Libya attack work of terrorists, says U.S. (+video)
A panel is set to determine whether security around the US Consulate in Libya was sufficient when it was attacked on Sept. 11. The attack killed US Ambassador Christopher Stevens and three others.
The Obama administration on Thursday described last week's assault on the U.S. Consulate in Benghazi, Libya, as a "terrorist attack" and announced a panel to investigate the events that took the lives of the ambassador and three other Americans.Skip to next paragraph
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Secretary of State Hillary Clinton gave lawmakers a classified briefing as more questions were raised in Congress about whether sufficient security was in place before the Sept. 11 attack in which the Americans, including Ambassador Christopher Stevens, died.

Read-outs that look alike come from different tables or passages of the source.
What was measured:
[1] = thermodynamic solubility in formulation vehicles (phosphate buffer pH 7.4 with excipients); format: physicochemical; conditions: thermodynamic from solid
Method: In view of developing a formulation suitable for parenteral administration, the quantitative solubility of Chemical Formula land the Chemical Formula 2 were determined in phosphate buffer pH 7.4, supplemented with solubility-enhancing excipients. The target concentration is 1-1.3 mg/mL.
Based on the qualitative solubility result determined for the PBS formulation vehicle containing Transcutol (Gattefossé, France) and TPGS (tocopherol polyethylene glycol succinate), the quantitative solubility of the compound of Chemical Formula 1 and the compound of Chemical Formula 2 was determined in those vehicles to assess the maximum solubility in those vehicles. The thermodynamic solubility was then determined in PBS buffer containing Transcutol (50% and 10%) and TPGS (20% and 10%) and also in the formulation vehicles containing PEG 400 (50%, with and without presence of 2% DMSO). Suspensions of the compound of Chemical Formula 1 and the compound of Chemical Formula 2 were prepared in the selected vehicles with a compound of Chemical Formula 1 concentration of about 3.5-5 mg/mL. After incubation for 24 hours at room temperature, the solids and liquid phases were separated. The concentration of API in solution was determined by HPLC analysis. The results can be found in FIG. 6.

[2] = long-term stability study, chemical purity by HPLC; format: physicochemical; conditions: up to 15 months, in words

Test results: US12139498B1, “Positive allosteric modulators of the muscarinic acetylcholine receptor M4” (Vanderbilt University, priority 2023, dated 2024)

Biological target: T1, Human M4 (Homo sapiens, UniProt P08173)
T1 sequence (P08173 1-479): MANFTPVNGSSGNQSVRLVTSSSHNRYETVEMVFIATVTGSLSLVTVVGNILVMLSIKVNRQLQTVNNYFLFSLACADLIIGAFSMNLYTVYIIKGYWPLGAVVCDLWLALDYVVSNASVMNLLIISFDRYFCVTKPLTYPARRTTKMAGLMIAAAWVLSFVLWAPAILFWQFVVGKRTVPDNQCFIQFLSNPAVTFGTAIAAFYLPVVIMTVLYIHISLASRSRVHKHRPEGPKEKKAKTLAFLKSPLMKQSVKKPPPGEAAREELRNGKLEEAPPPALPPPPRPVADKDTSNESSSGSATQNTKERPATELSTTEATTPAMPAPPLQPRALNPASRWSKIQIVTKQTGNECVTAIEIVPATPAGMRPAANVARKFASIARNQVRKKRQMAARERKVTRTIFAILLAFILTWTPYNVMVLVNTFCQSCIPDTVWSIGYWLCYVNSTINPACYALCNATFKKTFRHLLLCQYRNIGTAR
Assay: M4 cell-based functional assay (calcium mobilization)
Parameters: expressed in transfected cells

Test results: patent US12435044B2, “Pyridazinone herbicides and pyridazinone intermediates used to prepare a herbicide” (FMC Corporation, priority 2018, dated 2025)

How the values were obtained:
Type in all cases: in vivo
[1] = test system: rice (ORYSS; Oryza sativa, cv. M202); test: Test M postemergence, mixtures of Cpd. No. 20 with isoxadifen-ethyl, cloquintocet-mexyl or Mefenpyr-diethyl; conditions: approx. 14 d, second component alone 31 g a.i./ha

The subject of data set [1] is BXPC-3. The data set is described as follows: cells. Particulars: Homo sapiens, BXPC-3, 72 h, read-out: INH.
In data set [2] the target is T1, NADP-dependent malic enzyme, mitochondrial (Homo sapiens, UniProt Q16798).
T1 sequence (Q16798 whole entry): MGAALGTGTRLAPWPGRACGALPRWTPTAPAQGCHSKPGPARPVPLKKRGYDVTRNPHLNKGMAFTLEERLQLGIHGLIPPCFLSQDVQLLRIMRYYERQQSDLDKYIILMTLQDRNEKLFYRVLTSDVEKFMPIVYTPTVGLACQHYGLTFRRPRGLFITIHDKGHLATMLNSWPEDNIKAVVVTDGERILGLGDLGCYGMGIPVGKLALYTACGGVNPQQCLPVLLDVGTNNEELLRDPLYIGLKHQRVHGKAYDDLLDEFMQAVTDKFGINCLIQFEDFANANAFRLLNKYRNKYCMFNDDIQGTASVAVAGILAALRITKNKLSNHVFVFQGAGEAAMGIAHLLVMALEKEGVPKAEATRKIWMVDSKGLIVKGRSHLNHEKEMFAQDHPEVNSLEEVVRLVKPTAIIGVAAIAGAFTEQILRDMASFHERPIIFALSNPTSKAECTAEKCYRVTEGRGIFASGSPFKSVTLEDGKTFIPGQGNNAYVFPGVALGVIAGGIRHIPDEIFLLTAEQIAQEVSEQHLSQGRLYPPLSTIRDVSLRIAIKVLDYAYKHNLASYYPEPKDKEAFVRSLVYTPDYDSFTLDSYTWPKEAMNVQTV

Clinton said the investigating panel would be chaired by Thomas Pickering, a retired diplomat who served as U.S. ambassador to Russia, India, Israel, Nigeria, El Salvador, Jordan and at the U.S. Mission to the United Nations.
IN PICTURES: Anger across the Muslim world
The White House said it agreed with an assessment made a day earlier by a senior counterterrorism official that the violence in Benghazi was an act of terrorism.
"It is self-evident that what happened in Benghazi was a terrorist attack," White House spokesman Jay Carney told reporters traveling with President Barack Obama. Carney did not go any further in clarifying whether the administration believed the attack was planned.
Some Republicans said they saw a shift in emphasis from the White House's earlier presentation of the violence as a protest outside the Benghazi consulate that got out of control.
Debate over whether militant groups planned the assault or whether the violence resulted from protests against a film insulting to Islam has become U.S. election-year fodder.
The investigative panel, whose creation is generally required by law when someone is killed or seriously injured at a U.S. mission abroad, is made up of four people chosen by the secretary of state and the U.S. intelligence community. It is expected to write a report on whether security systems and procedures were adequate, and could recommend improvements.